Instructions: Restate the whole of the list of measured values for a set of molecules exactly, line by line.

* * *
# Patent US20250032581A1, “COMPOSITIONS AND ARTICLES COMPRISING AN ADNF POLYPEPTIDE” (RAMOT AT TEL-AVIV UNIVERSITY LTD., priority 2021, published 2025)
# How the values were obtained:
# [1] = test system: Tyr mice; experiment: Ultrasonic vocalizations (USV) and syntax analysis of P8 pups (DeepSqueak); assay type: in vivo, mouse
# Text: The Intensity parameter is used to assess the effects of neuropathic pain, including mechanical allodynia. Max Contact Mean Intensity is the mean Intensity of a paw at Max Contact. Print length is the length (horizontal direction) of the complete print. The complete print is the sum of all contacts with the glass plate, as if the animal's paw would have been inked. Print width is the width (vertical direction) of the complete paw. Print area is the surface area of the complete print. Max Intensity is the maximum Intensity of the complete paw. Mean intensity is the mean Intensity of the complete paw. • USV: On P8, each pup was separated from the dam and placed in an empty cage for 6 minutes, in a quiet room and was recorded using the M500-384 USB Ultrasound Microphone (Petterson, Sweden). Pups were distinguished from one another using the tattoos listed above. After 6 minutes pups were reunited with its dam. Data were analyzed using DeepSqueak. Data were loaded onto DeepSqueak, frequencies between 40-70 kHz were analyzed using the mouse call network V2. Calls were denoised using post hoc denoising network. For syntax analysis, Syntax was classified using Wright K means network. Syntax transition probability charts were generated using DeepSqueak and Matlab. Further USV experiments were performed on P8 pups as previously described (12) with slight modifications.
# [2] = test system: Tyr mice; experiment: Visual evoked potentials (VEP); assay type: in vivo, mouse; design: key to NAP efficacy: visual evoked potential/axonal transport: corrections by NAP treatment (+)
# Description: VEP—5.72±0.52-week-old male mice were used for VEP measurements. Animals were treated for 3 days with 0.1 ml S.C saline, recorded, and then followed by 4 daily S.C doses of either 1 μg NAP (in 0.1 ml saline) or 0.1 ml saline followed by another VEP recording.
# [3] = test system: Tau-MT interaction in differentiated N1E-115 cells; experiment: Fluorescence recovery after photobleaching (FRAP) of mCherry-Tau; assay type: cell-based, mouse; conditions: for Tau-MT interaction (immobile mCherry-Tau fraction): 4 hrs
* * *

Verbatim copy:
# Patent US20250032581A1, “COMPOSITIONS AND ARTICLES COMPRISING AN ADNF POLYPEPTIDE” (RAMOT AT TEL-AVIV UNIVERSITY LTD., priority 2021, published 2025)
# How the values were obtained:
# [1] = test system: Tyr mice; experiment: Ultrasonic vocalizations (USV) and syntax analysis of P8 pups (DeepSqueak); assay type: in vivo, mouse
# Text: The Intensity parameter is used to assess the effects of neuropathic pain, including mechanical allodynia. Max Contact Mean Intensity is the mean Intensity of a paw at Max Contact. Print length is the length (horizontal direction) of the complete print. The complete print is the sum of all contacts with the glass plate, as if the animal's paw would have been inked. Print width is the width (vertical direction) of the complete paw. Print area is the surface area of the complete print. Max Intensity is the maximum Intensity of the complete paw. Mean intensity is the mean Intensity of the complete paw. • USV: On P8, each pup was separated from the dam and placed in an empty cage for 6 minutes, in a quiet room and was recorded using the M500-384 USB Ultrasound Microphone (Petterson, Sweden). Pups were distinguished from one another using the tattoos listed above. After 6 minutes pups were reunited with its dam. Data were analyzed using DeepSqueak. Data were loaded onto DeepSqueak, frequencies between 40-70 kHz were analyzed using the mouse call network V2. Calls were denoised using post hoc denoising network. For syntax analysis, Syntax was classified using Wright K means network. Syntax transition probability charts were generated using DeepSqueak and Matlab. Further USV experiments were performed on P8 pups as previously described (12) with slight modifications.
# [2] = test system: Tyr mice; experiment: Visual evoked potentials (VEP); assay type: in vivo, mouse; design: key to NAP efficacy: visual evoked potential/axonal transport: corrections by NAP treatment (+)
# Description: VEP—5.72±0.52-week-old male mice were used for VEP measurements. Animals were treated for 3 days with 0.1 ml S.C saline, recorded, and then followed by 4 daily S.C doses of either 1 μg NAP (in 0.1 ml saline) or 0.1 ml saline followed by another VEP recording.
# [3] = test system: Tau-MT interaction in differentiated N1E-115 cells; experiment: Fluorescence recovery after photobleaching (FRAP) of mCherry-Tau; assay type: cell-based, mouse; conditions: for Tau-MT interaction (immobile mCherry-Tau fraction): 4 hrs